Thus, the ECOWAS team among other recommendations advised that there should be a back-up verification method like voters` card and voters` register instead of relying solely on the BVM for verification of voters before they could vote.
Said Obasanjo: “We are saying that there should be a fall back position. Machine is a machine and can fail. The EC should come up with a fall back position so that no eligible voter will be disenfranchised because a stupid machine has failed.” Tackled on ECOWAS team`s recommendation that the Parliament should come up with a law to regulate the media, which critics argued would hurt media freedom given that Ghana does not have the Freedom of Information of law yet, Obasanjo responded: “Now, right to libel has been removed from the statute book, and this allows a little bit of recklessness on the part of the media, which must be checked. Some say freedom of information, which I call right to information, must be taken along with certain bit of responsibility and respect.”
© 2012 AllAfrica, All Rights Reserved
Morsi - Egypt`s Democratic Dictator?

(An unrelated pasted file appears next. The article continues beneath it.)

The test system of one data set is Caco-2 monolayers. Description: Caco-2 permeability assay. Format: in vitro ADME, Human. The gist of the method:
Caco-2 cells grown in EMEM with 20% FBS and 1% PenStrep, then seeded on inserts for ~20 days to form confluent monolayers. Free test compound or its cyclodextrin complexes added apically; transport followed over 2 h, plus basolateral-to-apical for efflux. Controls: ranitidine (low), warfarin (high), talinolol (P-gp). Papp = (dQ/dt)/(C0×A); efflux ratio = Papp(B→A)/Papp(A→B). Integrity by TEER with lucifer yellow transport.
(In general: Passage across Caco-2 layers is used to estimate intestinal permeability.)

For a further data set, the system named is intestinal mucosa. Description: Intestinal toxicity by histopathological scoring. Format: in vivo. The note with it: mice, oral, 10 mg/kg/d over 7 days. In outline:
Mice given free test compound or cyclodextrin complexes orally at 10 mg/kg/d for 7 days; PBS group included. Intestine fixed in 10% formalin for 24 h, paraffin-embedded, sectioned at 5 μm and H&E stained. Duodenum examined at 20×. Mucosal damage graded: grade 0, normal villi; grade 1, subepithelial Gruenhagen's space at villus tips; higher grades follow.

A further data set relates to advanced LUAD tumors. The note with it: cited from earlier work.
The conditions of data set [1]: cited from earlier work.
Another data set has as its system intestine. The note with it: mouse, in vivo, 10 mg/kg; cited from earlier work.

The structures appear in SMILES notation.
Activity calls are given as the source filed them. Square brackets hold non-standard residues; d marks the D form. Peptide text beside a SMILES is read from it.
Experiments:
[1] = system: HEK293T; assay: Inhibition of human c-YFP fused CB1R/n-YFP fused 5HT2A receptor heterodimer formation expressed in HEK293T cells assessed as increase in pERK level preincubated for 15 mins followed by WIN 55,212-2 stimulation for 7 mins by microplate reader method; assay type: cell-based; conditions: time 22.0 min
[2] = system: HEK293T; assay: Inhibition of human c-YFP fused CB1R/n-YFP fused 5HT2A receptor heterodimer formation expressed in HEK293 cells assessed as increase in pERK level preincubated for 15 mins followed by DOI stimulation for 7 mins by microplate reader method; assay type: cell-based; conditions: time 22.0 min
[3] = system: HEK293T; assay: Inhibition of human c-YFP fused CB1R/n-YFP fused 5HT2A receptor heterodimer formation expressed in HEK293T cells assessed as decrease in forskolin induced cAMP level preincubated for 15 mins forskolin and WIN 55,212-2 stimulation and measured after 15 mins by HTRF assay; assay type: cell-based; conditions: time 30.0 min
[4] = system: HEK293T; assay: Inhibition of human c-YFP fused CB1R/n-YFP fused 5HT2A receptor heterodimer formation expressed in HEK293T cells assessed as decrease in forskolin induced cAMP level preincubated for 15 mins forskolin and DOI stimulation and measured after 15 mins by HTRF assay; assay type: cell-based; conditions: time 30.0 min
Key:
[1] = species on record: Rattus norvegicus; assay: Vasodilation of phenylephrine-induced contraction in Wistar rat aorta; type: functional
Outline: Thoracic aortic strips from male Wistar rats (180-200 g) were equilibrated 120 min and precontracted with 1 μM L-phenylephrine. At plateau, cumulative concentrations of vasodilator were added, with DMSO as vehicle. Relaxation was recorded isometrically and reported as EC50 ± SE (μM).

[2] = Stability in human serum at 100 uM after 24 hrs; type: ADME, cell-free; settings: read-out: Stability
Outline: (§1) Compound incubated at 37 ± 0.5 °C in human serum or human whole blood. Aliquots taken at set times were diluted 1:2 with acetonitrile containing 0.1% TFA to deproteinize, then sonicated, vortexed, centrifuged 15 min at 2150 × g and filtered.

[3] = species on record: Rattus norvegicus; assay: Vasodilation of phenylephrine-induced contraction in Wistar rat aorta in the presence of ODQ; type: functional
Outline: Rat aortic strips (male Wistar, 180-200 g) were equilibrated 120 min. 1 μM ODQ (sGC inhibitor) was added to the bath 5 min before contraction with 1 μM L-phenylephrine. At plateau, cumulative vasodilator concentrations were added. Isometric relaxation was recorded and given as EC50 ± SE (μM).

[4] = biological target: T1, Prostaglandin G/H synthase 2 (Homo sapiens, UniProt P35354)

by Omar Ashour
December 05, 2012
Cairo, Dec 05, 2012 (ThinkAfricaPress/All Africa Global Media) -- Mohamed Morsi, Egypt`s first-ever elected civilian president, recently granted himself sweeping temporary powers in order, he claims, to attain the objectives of the revolution that overthrew Hosni Mubarak`s dictatorship.
However, these steps have incited strong opposition from many of the revolutionary forces that helped to overthrow Mubarak - as well as from forces loyal to him - with protests erupting anew in Cairo`s Tahrir Square.
Morsi has thus been put in the odd position of having to defend his decision against the protestors while simultaneously making common cause with them. “I share your dream of a constitution for all Egyptians and with three separate powers: executive, legislative, and judicial,” he told his opponents. “Whoever wants Egyptians to lose this opportunity, I will stop him.” So, was Morsi`s “auto-coup” necessary to realise the revolution`s avowedly democratic goals?
For the greater good?
The new Constitutional Declaration, the Revolution Protection Law, and the new presidential decrees have several aims:
First, to remove the public prosecutor, a Mubarak-era holdover who failed to convict dozens of that regime`s officials who had been charged with corruption and/or abuse of power. Second, to protect the remaining elected and indirectly elected institutions (all of which have an Islamist majority) from dissolution by Constitutional Court judges (mostly Mubarak-era holdovers). Third, to bring about retrials of Mubarak`s security generals. Fourth, to compensate and provide pensions for the victims of repression during and after the revolution.